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Big numbers confuse the basic issues
Daniel Steinmann

The financial crisis is very bad for markets. It is however very good for newspapers. It makes our work easy. It creates an endless stream of quality copy, vying for a spot on pages that are already crammed with financial crisis opinions.

The world certainly sighed with relief on Wednesday when it was announced the rescue package is now reality. Immediately various American politicians, not least the two presidential candidates, jumped on a bandwagon that everything was but under control. The remark that stuck in my mind was one by the Rev. Jesse Jackson pointing to the need to ensure that ordinary, low-income home owners do not get hurt further, and that they will enjoy some form of protection from future antics by Wall Street and other investment bank fat cats.

Another note that found a ready ear was the insistence by several American leaders that those responsible for the mess, the banking fraternity's chiefs, must not be allowed to go scot free. They must also not be allowed to continue earning their astronomical incomes hidden behind the guise of trying to unscramble scrambled eggs.

But I think some of the soberest words came from Investec's Jeremy Gardiner. Using everyday symbology, he alerted us to the fact that the party was not only enjoyed by those selling the drinks, the bank managers, but also by the party-goers, the home owners. And this is very true.

Nobody stood with a gun against the heads of the homeowners when they opted to refinance to access more cash, and nobody threatened them in any way when they registered second and third mortgages. And don't forget that despite my criticism of Mr Greenspan's highly inflationary policies, I believe he was trying to get a steam engine that just would not go, to build up some steam.

When the attack on the World Trade Centre occurred in 2001, the American economy was already in distress for exactly the same reasons it has almost floundered this week. The magnitude was not of the same scale though, but the entire world, already then, was the victim of the exuberance and recklessness of the American consumer. I stated it often in no uncertain terms citing all the statistics, which then, to me, were the writing on the wall. And I was not alone in being a clever dumb ass, dozens of reputable analysts all said the same thing, yet Wall Street was making money and the average American's indebtedness was not seen as a major issue.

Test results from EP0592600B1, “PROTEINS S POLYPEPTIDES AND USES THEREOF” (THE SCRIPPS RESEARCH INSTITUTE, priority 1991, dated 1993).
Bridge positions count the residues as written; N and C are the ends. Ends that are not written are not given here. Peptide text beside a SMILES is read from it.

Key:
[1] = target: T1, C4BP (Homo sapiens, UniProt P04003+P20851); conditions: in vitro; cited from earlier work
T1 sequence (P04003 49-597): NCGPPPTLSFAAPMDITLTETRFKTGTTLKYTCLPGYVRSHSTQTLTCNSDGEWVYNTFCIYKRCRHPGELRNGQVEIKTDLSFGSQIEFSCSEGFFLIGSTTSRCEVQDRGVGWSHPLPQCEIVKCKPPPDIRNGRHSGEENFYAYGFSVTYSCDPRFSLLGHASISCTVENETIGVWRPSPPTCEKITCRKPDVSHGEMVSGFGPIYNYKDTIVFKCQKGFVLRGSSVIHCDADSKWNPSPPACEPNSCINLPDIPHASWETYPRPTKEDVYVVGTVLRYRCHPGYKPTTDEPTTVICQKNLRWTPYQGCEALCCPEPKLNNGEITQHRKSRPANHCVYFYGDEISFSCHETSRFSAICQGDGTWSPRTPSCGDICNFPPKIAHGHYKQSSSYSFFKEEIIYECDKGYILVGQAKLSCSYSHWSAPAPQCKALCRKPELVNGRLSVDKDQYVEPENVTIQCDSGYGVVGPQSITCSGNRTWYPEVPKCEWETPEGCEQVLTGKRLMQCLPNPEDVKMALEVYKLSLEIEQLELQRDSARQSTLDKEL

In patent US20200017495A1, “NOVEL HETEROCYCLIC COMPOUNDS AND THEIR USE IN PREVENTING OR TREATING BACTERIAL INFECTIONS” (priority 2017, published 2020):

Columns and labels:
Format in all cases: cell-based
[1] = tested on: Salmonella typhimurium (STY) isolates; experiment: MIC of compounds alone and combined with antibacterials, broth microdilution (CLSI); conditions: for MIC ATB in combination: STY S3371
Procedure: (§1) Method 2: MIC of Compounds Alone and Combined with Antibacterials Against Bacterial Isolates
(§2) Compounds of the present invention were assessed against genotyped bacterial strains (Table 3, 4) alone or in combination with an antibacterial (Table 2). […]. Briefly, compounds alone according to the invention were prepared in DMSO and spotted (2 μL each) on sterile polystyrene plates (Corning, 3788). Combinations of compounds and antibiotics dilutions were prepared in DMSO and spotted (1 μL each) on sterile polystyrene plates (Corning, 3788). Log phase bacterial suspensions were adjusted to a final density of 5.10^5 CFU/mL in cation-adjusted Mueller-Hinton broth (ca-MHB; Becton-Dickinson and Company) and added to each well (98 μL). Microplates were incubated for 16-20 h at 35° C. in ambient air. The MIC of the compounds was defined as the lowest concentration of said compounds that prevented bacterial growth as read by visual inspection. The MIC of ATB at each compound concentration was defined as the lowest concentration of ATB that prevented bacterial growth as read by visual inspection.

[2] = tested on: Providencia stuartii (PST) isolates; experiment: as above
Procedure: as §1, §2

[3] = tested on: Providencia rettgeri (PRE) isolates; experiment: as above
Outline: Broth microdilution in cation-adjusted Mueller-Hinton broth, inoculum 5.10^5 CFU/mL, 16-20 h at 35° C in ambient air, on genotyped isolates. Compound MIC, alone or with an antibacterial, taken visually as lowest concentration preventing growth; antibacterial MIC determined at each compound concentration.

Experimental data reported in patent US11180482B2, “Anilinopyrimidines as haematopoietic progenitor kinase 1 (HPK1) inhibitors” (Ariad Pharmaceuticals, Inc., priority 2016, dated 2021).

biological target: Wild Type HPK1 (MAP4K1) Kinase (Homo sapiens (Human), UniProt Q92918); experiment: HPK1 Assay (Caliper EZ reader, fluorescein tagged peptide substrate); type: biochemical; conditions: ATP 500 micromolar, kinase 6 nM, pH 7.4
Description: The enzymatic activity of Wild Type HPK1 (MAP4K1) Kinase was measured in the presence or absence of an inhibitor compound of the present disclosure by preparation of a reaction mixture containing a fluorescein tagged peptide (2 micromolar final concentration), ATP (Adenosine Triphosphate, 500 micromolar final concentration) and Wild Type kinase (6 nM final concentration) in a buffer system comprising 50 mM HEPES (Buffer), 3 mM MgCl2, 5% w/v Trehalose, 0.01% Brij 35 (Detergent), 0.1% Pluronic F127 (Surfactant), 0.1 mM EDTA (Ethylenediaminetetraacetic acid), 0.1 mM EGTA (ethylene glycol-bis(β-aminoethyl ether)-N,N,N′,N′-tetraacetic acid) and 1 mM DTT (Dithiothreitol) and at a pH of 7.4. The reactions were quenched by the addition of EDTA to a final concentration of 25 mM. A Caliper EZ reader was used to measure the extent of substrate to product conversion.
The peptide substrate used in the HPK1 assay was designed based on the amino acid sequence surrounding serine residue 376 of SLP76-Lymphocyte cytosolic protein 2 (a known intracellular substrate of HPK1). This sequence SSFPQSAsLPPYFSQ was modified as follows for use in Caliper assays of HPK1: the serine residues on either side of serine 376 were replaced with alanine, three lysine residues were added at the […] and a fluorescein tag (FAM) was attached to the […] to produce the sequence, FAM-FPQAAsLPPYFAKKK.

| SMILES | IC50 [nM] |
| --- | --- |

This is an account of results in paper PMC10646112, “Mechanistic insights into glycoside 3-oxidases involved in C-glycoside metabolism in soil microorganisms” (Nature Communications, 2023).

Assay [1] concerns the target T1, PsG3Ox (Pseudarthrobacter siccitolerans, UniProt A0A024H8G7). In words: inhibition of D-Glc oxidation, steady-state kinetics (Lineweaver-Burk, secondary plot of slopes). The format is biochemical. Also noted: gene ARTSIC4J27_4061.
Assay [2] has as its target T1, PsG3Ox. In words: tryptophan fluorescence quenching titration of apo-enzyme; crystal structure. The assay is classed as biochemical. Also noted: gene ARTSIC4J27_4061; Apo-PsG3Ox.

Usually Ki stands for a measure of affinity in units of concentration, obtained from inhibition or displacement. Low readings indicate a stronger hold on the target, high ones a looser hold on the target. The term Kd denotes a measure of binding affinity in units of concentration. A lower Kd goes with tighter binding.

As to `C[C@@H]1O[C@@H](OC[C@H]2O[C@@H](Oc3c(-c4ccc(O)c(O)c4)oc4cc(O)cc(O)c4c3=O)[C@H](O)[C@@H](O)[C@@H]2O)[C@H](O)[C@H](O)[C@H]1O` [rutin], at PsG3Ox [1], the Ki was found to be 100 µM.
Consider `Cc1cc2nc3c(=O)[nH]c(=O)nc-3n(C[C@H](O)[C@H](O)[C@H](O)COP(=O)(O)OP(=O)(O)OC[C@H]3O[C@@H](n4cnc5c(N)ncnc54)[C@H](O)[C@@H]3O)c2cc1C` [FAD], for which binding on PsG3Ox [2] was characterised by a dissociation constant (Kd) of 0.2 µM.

But economies, regardless how much they are interlinked, hedged or inter-dependent, still basically form a close system. What is scored in one market, or by one asset class must reciprocally be lost by another market or asset class. The only real growth in wealth is that backed by higher production, higher productivity, and eventually higher consumption, not because easy cash is available, but because you have worked more than the guy next door.

So, America's debt would not disappear, did not disappear, and revisited us continually for the past year in increments of growing intensity. Which brings me to believe that the 700 billion dollars earmarked for banks, are not going to have the desired effect. It is only delaying the inevitable, which as I said last week, will not go away, until people in the so-called developed (first) world learn to work again, and to save.

To me it was just as big a shock as to any other person who watches markets, to learn that the world's biggest market, the anchor of the world economy, can shed one trillion dollars in one day.
Unfortunately this is not an indication of the depth in the American economy but of its stagnation. I visited the New York stock exchange in March 1999 a few days after the Dow Jones Industrial index broke through 10000 for the first time. This week it was there again meaning America's most-traded market has not added a dime to its underlying value in ten years. Now that is what I call a lost generation.

Better to hold your tongue and appear a fool than speak up and remove all doubt.

http://www.economist.com.na


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